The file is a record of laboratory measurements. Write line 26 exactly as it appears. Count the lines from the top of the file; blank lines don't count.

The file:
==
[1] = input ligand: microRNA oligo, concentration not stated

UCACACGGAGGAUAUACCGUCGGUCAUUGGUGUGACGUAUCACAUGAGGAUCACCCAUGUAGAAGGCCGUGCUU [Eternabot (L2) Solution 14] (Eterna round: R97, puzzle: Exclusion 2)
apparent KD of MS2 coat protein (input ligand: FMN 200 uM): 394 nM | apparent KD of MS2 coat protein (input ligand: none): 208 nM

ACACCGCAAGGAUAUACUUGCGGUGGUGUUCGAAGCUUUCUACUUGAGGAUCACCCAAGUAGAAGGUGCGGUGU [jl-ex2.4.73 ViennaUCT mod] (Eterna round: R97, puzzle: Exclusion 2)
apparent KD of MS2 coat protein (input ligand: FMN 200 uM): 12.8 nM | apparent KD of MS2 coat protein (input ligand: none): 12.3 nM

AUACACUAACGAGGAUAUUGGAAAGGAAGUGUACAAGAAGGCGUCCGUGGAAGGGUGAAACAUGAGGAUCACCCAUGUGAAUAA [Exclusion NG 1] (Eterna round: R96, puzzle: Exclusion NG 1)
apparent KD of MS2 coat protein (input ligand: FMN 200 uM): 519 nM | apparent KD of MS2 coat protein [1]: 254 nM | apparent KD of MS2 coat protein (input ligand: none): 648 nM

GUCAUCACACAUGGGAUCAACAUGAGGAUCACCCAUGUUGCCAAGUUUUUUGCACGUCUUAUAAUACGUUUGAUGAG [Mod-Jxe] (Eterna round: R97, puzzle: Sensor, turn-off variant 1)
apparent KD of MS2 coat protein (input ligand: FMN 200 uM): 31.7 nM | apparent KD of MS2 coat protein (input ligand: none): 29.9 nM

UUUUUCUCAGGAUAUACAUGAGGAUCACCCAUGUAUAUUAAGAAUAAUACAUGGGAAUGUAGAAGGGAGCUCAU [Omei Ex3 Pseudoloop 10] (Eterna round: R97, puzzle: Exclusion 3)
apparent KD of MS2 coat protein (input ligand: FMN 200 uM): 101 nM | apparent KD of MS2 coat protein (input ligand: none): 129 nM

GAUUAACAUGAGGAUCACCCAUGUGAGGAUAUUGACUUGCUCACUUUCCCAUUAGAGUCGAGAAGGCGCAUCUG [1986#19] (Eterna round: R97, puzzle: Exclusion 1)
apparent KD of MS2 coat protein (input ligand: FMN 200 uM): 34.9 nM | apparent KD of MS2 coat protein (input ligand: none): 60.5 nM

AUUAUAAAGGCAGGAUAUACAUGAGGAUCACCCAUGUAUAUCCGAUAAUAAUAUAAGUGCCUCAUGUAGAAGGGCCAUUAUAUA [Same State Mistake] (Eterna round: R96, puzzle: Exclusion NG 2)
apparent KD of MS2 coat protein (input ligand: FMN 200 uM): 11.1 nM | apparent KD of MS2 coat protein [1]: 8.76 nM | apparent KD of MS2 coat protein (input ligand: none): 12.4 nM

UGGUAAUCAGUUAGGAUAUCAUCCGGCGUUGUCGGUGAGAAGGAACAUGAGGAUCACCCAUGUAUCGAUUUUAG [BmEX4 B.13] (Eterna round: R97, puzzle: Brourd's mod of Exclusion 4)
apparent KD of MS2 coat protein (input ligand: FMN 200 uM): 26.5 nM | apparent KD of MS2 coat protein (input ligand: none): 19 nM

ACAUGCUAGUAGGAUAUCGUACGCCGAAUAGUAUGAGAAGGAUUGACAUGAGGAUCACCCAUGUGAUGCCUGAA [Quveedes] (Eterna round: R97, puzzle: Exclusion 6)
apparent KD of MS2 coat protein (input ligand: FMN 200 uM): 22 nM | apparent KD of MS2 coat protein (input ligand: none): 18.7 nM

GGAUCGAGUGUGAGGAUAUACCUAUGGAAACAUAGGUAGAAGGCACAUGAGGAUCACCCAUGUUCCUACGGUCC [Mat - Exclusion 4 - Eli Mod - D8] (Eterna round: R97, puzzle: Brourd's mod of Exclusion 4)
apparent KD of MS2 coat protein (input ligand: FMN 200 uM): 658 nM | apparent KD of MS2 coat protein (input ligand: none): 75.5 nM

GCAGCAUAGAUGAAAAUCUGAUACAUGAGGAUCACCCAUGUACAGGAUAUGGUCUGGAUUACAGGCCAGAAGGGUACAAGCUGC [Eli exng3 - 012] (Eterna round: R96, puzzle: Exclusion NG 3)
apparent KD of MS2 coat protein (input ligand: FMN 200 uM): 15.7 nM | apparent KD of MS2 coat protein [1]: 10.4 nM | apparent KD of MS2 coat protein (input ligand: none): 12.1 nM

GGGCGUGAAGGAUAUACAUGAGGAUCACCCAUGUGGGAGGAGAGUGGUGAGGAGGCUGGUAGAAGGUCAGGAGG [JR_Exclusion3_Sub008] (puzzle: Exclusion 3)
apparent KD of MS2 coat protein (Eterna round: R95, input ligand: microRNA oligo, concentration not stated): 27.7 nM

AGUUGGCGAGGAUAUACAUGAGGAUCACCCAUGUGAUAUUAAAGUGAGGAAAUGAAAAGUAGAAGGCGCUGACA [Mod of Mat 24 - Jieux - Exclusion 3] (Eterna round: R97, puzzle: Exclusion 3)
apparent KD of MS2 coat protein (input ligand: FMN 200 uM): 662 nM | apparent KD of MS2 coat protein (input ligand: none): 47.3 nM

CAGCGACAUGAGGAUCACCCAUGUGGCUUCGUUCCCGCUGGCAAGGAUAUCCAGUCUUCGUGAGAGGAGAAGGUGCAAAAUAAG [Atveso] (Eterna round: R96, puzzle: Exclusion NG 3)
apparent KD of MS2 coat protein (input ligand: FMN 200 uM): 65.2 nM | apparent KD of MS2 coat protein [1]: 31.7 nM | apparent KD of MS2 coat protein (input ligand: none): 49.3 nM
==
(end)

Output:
AGUUGGCGAGGAUAUACAUGAGGAUCACCCAUGUGAUAUUAAAGUGAGGAAAUGAAAAGUAGAAGGCGCUGACA [Mod of Mat 24 - Jieux - Exclusion 3] (Eterna round: R97, puzzle: Exclusion 3)